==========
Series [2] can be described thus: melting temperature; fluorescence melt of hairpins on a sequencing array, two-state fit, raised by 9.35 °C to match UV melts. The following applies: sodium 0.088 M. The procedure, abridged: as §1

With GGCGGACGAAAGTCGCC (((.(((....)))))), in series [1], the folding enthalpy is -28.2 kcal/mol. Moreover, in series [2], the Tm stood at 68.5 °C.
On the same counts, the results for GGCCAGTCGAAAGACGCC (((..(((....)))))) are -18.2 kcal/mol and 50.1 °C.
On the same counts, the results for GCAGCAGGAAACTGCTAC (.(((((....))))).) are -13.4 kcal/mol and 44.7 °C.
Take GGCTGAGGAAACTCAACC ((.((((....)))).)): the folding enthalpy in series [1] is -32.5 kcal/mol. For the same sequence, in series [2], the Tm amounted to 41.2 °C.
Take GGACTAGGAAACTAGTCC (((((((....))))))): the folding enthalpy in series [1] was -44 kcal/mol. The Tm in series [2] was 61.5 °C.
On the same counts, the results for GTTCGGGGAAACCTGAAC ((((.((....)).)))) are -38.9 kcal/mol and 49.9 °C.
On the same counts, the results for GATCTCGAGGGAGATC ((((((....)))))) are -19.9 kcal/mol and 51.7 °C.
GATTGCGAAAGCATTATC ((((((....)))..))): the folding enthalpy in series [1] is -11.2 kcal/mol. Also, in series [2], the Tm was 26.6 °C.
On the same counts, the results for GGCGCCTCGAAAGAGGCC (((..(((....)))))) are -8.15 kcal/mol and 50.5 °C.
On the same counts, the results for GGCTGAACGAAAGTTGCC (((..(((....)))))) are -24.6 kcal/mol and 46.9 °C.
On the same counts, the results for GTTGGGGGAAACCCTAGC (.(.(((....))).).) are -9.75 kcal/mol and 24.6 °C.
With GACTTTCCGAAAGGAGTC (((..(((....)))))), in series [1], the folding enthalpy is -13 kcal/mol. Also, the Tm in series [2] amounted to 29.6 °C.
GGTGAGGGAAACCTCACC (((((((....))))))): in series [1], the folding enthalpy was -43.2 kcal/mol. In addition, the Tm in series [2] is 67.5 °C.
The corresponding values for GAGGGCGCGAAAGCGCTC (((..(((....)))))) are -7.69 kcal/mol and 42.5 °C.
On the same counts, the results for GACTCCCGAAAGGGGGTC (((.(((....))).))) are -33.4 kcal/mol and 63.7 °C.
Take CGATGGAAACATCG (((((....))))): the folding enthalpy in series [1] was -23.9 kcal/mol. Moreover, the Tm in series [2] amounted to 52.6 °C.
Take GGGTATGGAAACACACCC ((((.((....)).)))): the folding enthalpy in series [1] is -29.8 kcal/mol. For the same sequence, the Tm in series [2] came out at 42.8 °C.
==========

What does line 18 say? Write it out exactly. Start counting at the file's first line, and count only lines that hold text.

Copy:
Take GGGTATGGAAACACACCC ((((.((....)).)))): the folding enthalpy in series [1] is -29.8 kcal/mol. For the same sequence, the Tm in series [2] came out at 42.8 °C.